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CFO

The functions of the Chief Financial Officer go beyond balancing the books and comparing inflows and outflows. Increasingly, the CFO has become a crucial partner in determining the direction of the firm, especially in terms of what it invests in and how soon it realizes returns.

Armed with tools that enable a company to use real-time information for competitive advantage, chief financial officers (CFOs) are becoming key collaborators with their chief executive officers (CEOs) in an ever-evolving relationship that can have a major impact on their organizations.

The professional service company CFO Selections notes that to remain competitive in the changing business landscape, CFOs and CEOs must forge a relationship based on trust, collaboration, and a shared view on how to move their company forward. Together they define the commercial, strategic, operational, and financial blueprints, and with the right chemistry, the relationship grows, and the business makes the most of its opportunities.

A 2017 CFO Pulse Survey found that a CFO’s strong working relationship with their company’s CEO and board of directors is critical to achievement and career longevity. When asked why a CFO would voluntarily leave his or her position, more than half (52 percent) of respondents said the top reason is a poor working relationship with the CEO, and 41 percent said not working well with the board and CEO is the top reason a company would ask a CFO to leave.

Recently, Russell Reynolds surveyed more than 100 CFOs at leading US companies and found there were strategic benefits to a strong CFO-CEO relationship:

* Eighty-two percent of CFOs surveyed gave their CEO high marks for overall effectiveness.
* A majority of CFOs said they trusted their CEOs.
* Less than half of the respondents gave CEOs a high score when it came to their ability to coach and develop the CFO.
* Forty-nine percent of CFOs surveyed said they had a “very strong” relationship with their CEOs.

The survey found that structural factors have surprisingly little impact on the relationship.

* Seventy percent of CFOs rate their CEO relationship as very strong, saying they provide their boards with exposure and access to their direct reports.
* For CFOs with weaker CEO relationships, only 40 percent say they do the same.
* Ninety-eight percent of CFOs with “very strong” CEO relationships say they are comfortable bringing difficult issues to their chiefs.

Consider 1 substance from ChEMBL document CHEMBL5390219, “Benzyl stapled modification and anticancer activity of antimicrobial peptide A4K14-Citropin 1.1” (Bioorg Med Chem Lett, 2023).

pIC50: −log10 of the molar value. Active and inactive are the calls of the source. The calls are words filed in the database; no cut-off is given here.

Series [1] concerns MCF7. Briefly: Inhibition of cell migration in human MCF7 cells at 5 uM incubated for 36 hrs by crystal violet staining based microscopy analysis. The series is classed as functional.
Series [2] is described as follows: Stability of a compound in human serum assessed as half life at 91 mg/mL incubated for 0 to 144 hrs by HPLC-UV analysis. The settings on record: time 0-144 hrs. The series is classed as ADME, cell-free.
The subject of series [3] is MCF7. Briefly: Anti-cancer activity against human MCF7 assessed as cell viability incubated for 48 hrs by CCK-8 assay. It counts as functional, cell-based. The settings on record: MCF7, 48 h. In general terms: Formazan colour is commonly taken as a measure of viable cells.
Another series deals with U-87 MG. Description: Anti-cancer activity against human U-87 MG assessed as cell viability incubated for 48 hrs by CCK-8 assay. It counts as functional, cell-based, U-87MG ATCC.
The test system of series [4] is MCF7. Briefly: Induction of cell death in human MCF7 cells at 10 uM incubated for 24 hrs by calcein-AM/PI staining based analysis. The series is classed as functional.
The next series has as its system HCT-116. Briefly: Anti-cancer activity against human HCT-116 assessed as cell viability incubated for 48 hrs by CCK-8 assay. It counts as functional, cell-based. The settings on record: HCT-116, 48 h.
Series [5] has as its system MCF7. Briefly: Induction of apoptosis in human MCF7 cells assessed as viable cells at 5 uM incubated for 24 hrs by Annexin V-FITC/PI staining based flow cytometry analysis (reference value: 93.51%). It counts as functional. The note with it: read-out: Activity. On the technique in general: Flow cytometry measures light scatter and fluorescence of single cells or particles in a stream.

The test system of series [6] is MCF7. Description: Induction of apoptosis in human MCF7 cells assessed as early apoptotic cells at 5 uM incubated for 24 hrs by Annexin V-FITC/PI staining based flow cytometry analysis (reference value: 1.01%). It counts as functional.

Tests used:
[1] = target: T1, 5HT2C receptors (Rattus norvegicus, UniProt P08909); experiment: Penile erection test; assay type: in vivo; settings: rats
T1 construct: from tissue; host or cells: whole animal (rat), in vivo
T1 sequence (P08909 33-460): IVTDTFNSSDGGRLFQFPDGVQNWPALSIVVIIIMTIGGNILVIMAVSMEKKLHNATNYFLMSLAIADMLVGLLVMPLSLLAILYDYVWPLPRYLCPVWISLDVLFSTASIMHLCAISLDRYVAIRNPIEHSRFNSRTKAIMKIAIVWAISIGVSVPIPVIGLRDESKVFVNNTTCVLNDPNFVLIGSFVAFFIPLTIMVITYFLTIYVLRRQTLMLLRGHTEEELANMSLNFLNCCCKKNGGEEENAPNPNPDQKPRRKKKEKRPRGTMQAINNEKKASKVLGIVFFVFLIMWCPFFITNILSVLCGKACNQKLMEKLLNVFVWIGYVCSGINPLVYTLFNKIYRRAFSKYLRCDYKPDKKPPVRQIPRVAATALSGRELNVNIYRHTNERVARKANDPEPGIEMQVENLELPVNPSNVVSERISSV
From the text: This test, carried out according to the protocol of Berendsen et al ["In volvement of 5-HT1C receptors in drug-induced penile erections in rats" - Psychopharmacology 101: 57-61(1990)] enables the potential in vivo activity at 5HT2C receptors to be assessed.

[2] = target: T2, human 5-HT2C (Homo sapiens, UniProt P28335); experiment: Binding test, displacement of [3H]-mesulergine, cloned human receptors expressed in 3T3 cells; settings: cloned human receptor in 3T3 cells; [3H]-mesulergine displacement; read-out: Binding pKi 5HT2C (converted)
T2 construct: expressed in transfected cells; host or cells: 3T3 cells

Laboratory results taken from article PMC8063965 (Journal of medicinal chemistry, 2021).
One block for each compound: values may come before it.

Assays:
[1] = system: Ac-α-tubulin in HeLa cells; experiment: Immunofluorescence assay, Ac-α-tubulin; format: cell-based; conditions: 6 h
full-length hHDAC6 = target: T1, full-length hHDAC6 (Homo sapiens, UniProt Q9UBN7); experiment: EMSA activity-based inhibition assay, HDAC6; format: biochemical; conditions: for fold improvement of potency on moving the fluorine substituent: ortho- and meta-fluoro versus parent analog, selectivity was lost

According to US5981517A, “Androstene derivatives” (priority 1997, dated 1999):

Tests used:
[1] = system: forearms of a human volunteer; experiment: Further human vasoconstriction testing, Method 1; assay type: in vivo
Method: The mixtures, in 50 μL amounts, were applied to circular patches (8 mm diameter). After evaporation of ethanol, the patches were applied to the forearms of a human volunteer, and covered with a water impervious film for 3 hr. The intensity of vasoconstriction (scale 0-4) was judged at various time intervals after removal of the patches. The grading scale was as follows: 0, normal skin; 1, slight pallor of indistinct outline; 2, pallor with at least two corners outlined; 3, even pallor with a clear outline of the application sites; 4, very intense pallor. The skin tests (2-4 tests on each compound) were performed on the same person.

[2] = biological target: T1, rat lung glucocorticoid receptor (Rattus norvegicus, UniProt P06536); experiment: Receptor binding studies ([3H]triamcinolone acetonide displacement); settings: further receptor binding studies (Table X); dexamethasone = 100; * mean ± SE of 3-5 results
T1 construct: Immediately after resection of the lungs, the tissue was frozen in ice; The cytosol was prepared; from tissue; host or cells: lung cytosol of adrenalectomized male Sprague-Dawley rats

* Just 29 percent of CFOs who reported weak relationships with their CEOs said they are comfortable tackling tough topics with their bosses.

Sharing dissenting opinions is often a sign of a strong strategic partnership,” says industrial psychologist and Russell Reynolds leadership expert Amy Hayes. “By creating the space for healthy debate, the CEO is signaling directly and indirectly that the CFO is an ingrained, enterprise-level member of the leadership team. In turn, this allows the CFO to operate at that level. By contrast, without strategic partnership, the CFO can be constrained to more transactional thinking and responsibilities, which can undermine the relationship and under leverage the CFO’s ability to make a positive impact on the business.”

CFO Selections offers the following tips for making the relationship between these top executives work or to explore how a broken one can be mended:

* Both must be open with each other, have mutual trust and respect, and a shared vision.
* The skills and personality of the CEO and CFO need to complement each other.
* The CFO should maintain a self-awareness and realize how they are perceived.
* The CEO gets to deliver the good news, and the CFO is charged with delivering bad news.
* Healthy tension at times can be productive. Accept that rifts are going to happen.
* Always present a united front.
* The CFO is a strategic partner and advisor, not a bean counter.
* A CFO is not expected to be the CEO’s “best friend.”
* The CFO needs to have high integrity, independence, and courage.
* A good CFO should easily offset his or her cost through value creation, direct cost savings, and risk mitigation.
* The CFO must have a mindset to deliver business results, as opposed to primarily managing the financial organization, and reporting the results.

Ultimately, a CFO becomes an agent of change, improving results throughout the organization with data-driven insights that drive performance. Increasingly, CEOs of leading companies are looking for a CFO who not only have financial expertise, but who can help them manage the business, complement their skills, and offer leadership. Modern CFOs are able to leverage advanced analytics and other data-driven tools from cloud-based enterprise resource planning systems to provide strategic value and provide CEOs with the ability to make more accurate and better informed decisions on new product lines, mergers and acquisitions, and opening up new lines in a particular market, among others.